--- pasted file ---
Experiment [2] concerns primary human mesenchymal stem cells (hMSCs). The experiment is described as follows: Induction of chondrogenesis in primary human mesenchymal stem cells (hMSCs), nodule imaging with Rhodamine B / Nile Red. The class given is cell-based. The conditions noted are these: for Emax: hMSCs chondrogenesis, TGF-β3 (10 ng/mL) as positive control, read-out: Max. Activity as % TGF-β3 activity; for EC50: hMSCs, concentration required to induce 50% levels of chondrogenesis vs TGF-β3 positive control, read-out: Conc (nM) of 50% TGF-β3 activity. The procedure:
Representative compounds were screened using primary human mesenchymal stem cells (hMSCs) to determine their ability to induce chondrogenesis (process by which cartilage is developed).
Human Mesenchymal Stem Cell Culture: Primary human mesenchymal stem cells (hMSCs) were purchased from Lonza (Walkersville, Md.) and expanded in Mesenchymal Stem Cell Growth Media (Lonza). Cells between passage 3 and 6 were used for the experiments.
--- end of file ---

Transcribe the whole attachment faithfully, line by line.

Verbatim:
Experiment [2] concerns primary human mesenchymal stem cells (hMSCs). The experiment is described as follows: Induction of chondrogenesis in primary human mesenchymal stem cells (hMSCs), nodule imaging with Rhodamine B / Nile Red. The class given is cell-based. The conditions noted are these: for Emax: hMSCs chondrogenesis, TGF-β3 (10 ng/mL) as positive control, read-out: Max. Activity as % TGF-β3 activity; for EC50: hMSCs, concentration required to induce 50% levels of chondrogenesis vs TGF-β3 positive control, read-out: Conc (nM) of 50% TGF-β3 activity. The procedure:
Representative compounds were screened using primary human mesenchymal stem cells (hMSCs) to determine their ability to induce chondrogenesis (process by which cartilage is developed).
Human Mesenchymal Stem Cell Culture: Primary human mesenchymal stem cells (hMSCs) were purchased from Lonza (Walkersville, Md.) and expanded in Mesenchymal Stem Cell Growth Media (Lonza). Cells between passage 3 and 6 were used for the experiments.